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Death Cafes: Talking About Wishes, Burial Planning, and Other Uncomfortable Topics

While it’s likely you’ve heard of an espresso café, or a café that serves breakfast and lunch, or other small bites, a death café may not be as familiar to you. Death cafes are not establishments where you go to get food or beverages; they are a type of gathering where people get together and talk about death.

History of Death Cafes

Death cafes began in 2011 in the United Kingdom, with a purpose of encouraging open discussions about death that might help us to live our lives to the fullest, while also coming to terms with its finite nature. Over the last several years, death cafes have become increasingly popular, and have spread throughout Europe and North America.

Talking About Death

At a death café, attendees come to talk about a variety of topics and issues related to death, such as hospice and palliative care, dealing with grief, end-of-life services, burial planning options, and other related topics. Anything death-related is on the table. There may also be some light refreshments provided, as a way of making people feel more comfortable and relaxed.

No one likes to say the word, “death” or “dead,” or any other related word for that matter. However, when we do find ourselves having to talk about it, we’d rather use more pleasant terms to describe the state of no longer being alive, such as “passed away,” or, “no longer with us.”

At a death café, however, you can talk openly about this natural occurrence and refer to it using whatever term you prefer. Of course, you’re free to use the word “death” anywhere you’d like, and as often as you’d like, but at a death café, it is encouraged. These gatherings are meant to be a safe place to talk about what no one wants to (or thinks they can) talk about anywhere else.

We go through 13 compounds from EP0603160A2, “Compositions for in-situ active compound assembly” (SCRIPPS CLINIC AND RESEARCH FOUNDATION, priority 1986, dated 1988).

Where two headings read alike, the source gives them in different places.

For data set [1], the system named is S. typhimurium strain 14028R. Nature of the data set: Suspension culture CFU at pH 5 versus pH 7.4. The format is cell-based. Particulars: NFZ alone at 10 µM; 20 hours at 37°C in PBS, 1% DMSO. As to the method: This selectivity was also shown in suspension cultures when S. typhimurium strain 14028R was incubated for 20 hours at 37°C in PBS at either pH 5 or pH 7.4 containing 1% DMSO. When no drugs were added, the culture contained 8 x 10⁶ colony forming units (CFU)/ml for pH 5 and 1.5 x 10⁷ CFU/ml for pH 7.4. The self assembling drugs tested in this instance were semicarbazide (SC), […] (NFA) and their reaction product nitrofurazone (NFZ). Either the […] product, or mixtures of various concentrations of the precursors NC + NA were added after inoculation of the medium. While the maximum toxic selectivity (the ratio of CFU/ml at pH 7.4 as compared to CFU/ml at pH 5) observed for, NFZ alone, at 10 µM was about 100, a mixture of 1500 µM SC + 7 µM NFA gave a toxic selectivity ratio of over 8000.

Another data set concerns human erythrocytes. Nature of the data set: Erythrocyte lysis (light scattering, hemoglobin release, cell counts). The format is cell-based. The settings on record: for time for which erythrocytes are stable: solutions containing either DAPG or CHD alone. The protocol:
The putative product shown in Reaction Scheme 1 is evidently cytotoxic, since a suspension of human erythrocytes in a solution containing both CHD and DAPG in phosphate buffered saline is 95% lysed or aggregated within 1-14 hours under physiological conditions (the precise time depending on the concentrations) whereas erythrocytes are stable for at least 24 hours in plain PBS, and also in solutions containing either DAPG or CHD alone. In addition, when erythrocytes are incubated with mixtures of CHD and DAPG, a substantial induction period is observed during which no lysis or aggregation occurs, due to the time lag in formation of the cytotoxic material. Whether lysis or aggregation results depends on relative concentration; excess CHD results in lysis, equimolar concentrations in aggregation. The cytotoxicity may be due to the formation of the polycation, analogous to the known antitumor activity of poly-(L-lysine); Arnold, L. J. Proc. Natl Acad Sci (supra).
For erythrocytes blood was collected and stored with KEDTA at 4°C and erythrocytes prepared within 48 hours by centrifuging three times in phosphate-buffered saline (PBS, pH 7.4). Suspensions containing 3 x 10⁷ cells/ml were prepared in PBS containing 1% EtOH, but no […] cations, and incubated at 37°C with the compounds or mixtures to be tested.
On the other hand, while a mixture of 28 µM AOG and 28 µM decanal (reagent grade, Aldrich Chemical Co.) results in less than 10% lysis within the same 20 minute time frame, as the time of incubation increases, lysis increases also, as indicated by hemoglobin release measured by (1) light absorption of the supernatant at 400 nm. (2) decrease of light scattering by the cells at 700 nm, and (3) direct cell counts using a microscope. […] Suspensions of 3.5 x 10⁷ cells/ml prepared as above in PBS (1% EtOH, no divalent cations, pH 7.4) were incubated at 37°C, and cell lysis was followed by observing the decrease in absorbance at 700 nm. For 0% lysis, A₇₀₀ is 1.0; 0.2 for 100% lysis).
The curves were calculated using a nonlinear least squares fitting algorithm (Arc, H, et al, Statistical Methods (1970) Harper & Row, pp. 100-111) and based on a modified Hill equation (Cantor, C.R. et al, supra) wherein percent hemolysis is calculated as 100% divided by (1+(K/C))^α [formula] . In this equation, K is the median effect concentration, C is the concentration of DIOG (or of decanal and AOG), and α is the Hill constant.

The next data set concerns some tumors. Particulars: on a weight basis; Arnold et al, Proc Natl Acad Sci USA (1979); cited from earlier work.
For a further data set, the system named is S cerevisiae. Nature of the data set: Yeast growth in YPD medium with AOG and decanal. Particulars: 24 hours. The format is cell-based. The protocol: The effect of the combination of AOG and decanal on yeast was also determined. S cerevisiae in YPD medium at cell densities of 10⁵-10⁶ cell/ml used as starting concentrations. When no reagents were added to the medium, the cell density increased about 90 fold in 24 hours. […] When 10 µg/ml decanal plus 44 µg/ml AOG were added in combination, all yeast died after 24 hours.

Who May Attend?

Attendees can be anyone interested in talking about death, no matter what their situation. Whether you’ve just lost a loved one, you’re still grieving the loss of a loved one some time ago, or none of the above, a death café can be an educational and eye-opening experience for any human being – one that’s unlikely to be like any other gathering you’ve been to.

Why Talk About Death?

You may wonder why one would want or need to talk about death with people other than their immediate family members, or at all. While no one is saying you have to talk about death, many have said it can very satisfying to talk openly and honestly about their feelings around death.

By talking with people of all different ages, backgrounds and religious preferences, there are more opportunities to learn from other people’s experiences with death. In addition, your experiences and thoughts around death may provide important insights and comfort to others who may otherwise never have heard your story or perspective.

Maybe you are looking for the right words to bring up a conversation about death with a loved one, and you may find someone at a death café who has been in that exact situation, who may be able to offer some advice. Maybe you don’t know how to talk about death with your children, and would like to talk with other parents about how they have handled it. Or, maybe your chosen profession requires an understanding of how to talk about death with dying patients and their loved ones, and you’d like to start practicing with others. Any of these, and many more, are great reasons to attend a death café.

Death Cafes in New Hampshire

The Concord Regional VNA’s Hospice program staff hosts a “Dying to Talk” café every month. These gatherings are meant to provide a place where people can breathe life into conversations about death and dying. Discussions range from advance directives to grieving rituals and focus not on how we die but how we live. All cafes are held at True Brew Cafe in Gibson’s Bookstore, 45 South Main Street, Concord, NH.

This month’s “Dying to Talk” café will be held on Wednesday, June 28, 2017 at 5:30 p.m., and the topic is: “The Variables in Do Everything.” Pre-registration is not required. For more information, call (603) 224-4093 or (800) 924-8620, ext. 5815.

For Portsmouth area residents, there is also a death café scheduled at Portsmouth Public Library, 175 Parrot Ave., Portsmouth on Wednesday, June 28, 2017 from 6-9 p.m. The event is free and open to the public, though space is limited. For additional details, you may view the event on Facebook. RSVP to Hospice Help Foundation, at 603-766-0444 or janet@hhelpfoundation.org.

For additional information burial planning services and options, contact us.

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